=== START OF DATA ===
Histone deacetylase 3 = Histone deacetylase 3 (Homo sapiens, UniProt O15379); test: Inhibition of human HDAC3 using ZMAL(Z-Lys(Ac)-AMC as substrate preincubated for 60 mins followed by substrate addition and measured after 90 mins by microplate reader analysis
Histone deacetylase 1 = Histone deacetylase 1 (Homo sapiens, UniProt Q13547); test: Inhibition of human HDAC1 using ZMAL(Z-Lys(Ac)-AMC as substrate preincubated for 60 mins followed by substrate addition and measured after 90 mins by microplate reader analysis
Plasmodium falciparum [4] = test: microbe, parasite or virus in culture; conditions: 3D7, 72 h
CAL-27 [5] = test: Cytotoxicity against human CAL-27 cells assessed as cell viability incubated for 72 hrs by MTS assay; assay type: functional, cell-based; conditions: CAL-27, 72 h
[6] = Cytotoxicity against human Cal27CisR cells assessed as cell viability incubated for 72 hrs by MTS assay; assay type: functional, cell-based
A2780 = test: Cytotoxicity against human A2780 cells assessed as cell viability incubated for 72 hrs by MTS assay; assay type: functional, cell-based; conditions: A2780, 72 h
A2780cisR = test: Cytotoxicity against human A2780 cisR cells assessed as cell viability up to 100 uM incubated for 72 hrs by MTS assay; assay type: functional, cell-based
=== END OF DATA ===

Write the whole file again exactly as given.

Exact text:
Histone deacetylase 3 = Histone deacetylase 3 (Homo sapiens, UniProt O15379); test: Inhibition of human HDAC3 using ZMAL(Z-Lys(Ac)-AMC as substrate preincubated for 60 mins followed by substrate addition and measured after 90 mins by microplate reader analysis
Histone deacetylase 1 = Histone deacetylase 1 (Homo sapiens, UniProt Q13547); test: Inhibition of human HDAC1 using ZMAL(Z-Lys(Ac)-AMC as substrate preincubated for 60 mins followed by substrate addition and measured after 90 mins by microplate reader analysis
Plasmodium falciparum [4] = test: microbe, parasite or virus in culture; conditions: 3D7, 72 h
CAL-27 [5] = test: Cytotoxicity against human CAL-27 cells assessed as cell viability incubated for 72 hrs by MTS assay; assay type: functional, cell-based; conditions: CAL-27, 72 h
[6] = Cytotoxicity against human Cal27CisR cells assessed as cell viability incubated for 72 hrs by MTS assay; assay type: functional, cell-based
A2780 = test: Cytotoxicity against human A2780 cells assessed as cell viability incubated for 72 hrs by MTS assay; assay type: functional, cell-based; conditions: A2780, 72 h
A2780cisR = test: Cytotoxicity against human A2780 cisR cells assessed as cell viability up to 100 uM incubated for 72 hrs by MTS assay; assay type: functional, cell-based